TI And Cadence Make PSpice Free

We like simulation software. Texas Instruments long offered TINA, but recently they’ve joined with Cadence to make OrCAD PSpice available for free with some restrictions. You’ve probably heard of PSpice — it’s widely used in academia and industry, but is usually quite costly. You can see a promotional overview video below.

The program requires registration and an approval step to get a license key. The downloaded program has TI models along with other standard models. There seem to be few limits as long as you stick to the supplied library. According to the datasheet, there are no size or simulation complexity limitations in that case. If you want to use other models, you can, but that’s where the limitations hit you:

There is no limitation of how many 3rd party models can be imported into the design. However, if 3rd party models are imported, a user will be able to plot a maximum of 3 signals at a time of their choice when any 3rd party model is imported from web.

We aren’t completely sure what “from web” means there, but presumably they just mean from other sources. In any event, you still get AC, DC, and transient analysis with plenty of options like worst-case timing analysis. Mixed signal designs are supported and there is a wealth of data plotting options, as you would expect.

This is a great opportunity to drive some serious software that is widely used in the industry. The only thing that bummed us out? It runs under Windows. We couldn’t get it to work under Wine, but a Windows 10 VM handled it fine, although we really hate running a VM if we don’t have to.

Still, the price is right and it is a great piece of software. We also liked the recent Micro-Cap 12 release, but we don’t expect any updates for that. Of course, LTSpice is quite capable, too.

23 thoughts on “TI And Cadence Make PSpice Free

  1. “We couldn’t get it to work under Wine, but a Windows 10 VM handled it fine, although we really hate running a VM if we don’t have to.”

    The future is virtualization. Embrace it.

      1. Why virtualize Linux? Linux should be the host, Windows * the “guest”. This means Windows can’t:

        -Damage your hardware through sloppy programming
        -Damage your personal files, through bugs, or malware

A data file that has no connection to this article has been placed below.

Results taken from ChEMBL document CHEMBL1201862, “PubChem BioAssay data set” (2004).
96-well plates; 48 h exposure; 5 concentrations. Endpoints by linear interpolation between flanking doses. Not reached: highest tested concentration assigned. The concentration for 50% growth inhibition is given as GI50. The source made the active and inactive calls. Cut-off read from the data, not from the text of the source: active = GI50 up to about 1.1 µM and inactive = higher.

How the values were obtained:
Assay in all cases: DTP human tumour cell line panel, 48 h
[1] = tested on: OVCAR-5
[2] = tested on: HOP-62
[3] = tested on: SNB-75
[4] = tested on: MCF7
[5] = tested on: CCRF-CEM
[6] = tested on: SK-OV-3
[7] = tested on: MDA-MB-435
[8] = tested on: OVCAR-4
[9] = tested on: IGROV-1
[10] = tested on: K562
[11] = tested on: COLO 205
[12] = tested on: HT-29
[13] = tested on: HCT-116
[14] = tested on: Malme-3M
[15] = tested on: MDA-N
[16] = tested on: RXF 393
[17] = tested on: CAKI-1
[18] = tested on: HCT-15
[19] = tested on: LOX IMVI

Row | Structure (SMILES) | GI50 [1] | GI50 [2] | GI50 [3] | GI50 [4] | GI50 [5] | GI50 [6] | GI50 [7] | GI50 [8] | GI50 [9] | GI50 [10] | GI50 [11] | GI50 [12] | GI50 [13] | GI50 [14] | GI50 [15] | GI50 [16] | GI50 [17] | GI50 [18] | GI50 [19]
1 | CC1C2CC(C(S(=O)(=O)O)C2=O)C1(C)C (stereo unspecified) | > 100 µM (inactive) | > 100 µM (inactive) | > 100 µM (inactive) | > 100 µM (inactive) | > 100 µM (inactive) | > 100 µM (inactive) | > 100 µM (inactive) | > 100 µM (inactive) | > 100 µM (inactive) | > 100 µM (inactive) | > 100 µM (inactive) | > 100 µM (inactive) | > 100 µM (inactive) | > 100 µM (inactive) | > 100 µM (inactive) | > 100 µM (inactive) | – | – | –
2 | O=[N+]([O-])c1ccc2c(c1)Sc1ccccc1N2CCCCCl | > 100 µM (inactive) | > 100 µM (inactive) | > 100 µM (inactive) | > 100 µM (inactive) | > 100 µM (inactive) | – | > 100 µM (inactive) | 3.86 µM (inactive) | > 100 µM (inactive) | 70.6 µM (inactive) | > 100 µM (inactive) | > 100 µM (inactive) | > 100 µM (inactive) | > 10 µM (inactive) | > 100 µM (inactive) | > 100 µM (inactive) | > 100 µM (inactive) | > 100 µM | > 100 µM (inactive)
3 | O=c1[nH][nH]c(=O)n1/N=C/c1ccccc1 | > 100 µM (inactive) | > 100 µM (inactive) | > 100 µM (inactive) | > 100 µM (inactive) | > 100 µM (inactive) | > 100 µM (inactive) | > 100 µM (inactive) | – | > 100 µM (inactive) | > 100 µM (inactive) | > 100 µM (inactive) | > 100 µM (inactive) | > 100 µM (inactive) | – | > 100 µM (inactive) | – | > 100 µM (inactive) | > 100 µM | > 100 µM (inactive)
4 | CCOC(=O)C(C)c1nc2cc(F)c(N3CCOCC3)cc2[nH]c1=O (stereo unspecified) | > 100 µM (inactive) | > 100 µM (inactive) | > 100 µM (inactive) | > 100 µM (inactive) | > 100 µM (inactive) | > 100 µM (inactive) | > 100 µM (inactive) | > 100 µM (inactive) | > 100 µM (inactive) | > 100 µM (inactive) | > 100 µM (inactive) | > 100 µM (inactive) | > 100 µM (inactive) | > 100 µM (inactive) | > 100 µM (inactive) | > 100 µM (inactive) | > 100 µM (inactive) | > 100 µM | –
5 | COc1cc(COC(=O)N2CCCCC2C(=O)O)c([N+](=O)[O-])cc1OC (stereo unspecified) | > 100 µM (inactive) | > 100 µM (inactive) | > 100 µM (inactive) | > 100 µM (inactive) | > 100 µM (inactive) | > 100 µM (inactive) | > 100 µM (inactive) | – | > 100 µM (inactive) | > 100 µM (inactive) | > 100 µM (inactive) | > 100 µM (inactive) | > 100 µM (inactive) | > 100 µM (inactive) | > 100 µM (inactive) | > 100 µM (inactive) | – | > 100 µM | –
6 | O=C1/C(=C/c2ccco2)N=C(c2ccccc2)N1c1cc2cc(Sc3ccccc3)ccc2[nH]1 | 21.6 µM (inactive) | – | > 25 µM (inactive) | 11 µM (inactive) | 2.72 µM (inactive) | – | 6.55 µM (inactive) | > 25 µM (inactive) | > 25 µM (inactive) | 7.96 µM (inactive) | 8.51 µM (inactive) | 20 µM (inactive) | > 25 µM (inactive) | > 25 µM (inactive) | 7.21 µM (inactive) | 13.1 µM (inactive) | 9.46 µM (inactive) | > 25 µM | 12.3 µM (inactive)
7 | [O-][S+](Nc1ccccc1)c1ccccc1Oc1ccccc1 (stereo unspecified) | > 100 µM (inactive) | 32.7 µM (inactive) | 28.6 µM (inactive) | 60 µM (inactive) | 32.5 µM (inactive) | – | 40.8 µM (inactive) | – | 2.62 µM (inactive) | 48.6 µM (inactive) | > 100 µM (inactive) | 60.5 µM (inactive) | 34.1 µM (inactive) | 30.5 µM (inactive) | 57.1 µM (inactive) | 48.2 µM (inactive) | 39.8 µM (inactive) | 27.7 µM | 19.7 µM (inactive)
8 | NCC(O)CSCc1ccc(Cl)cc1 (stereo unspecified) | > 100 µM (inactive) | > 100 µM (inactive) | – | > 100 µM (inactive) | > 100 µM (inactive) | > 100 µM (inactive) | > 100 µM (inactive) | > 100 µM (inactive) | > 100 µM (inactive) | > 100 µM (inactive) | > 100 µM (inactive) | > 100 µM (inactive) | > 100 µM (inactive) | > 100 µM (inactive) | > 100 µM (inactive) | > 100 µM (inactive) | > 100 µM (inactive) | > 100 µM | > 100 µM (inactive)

-Gather your personal information
        -Exfiltrate your data

          1. Took me all of 10 clicks or so to virtualize Windows 10 on Linux. I put it on a crap HDD that I don’t care about, and gave it 8/32gb, and 4/8 cores.

            it runs fine enough, it has no network access, and no access to real hardware. I boot it 1-2 times a year to submit my taxes, and thats about it. it gets wiped and reinstalled when complete.

    1. Ew, no. The future should be platform agnostic languages and toolchains so we don’t have these ridiculous arbitrary limitations in a world that’s increasingly moving away from Windows desktops to a more varied array of devices and operating systems.

      Putting an entire OS in a VM just to run a single program is madness.

      1. C and its derivatives were supposed to be platform-agnostic. It doesn’t really work. There is a great open-source DAW (whose name I can’t recall now), there is Linux version freely available and Windows version locked behind a paywall to support development. Or one can download the source and compile it under Windows. One person even succeeded, with help from devs…

        Java is cross-platform. Python is too. There was a game engine written in Java, with two games that were quite good: Chrome and Xpand Rally. Also Minecraft runs on Java. And it runs better on Linux. As for Python, I find it overused and slow in comparison to Java…

        1. Java is the future! With just a few cores [ as few as four], and a little RAM [ as little as 8Gb ] java 4programs like “hello world” can compile and execute in just minutes! Each iteration of the program will get faster, as it runs, as long as it’s kept in memory for optimum performance. With just a little more RAM [ as little as 16GB ] , and 4 more cores, Java programs have as little as 25% user input drop! User time is free!

          Dropping features like IEEE-754 compliance, means your results will be there faster! remember, in math class, you got extra points if you answered quicker, you can always refine the answer later!

          With just a few hundred GB of “helper libraries”, and compatibility applications, most java applications can “just work”, all you have to do is find the correct interpreter, the correct version of the helper libraries for that interpreter, a few hundred gb of disk space, and just a little patience. That ‘hello world’ app can compile and run in just minutes!

          slow languages like ASSembly, and C/C++ are just too slow. The next OS you will be running will be java based. Once your computer boots up in a few weeks, it will be fast as lightning! Moving the mouse will only take 2-3 seconds of latency, but will be super secure!

          Everyone has a UPS, so there will be no need to reboot, since Java can be recompiled on the fly!

      2. Windows stuff is largely moving to .NET so it runs in a VM. It could be multi-platform if Microsoft wanted to release their gui libs or if programmers chose a different gui like GTK or QT.

        A large portion of Linux software and other OSS is Python so it’s interpreted and often actuall is multi-platform.
        Not to mention all the web based software that runs in javascript.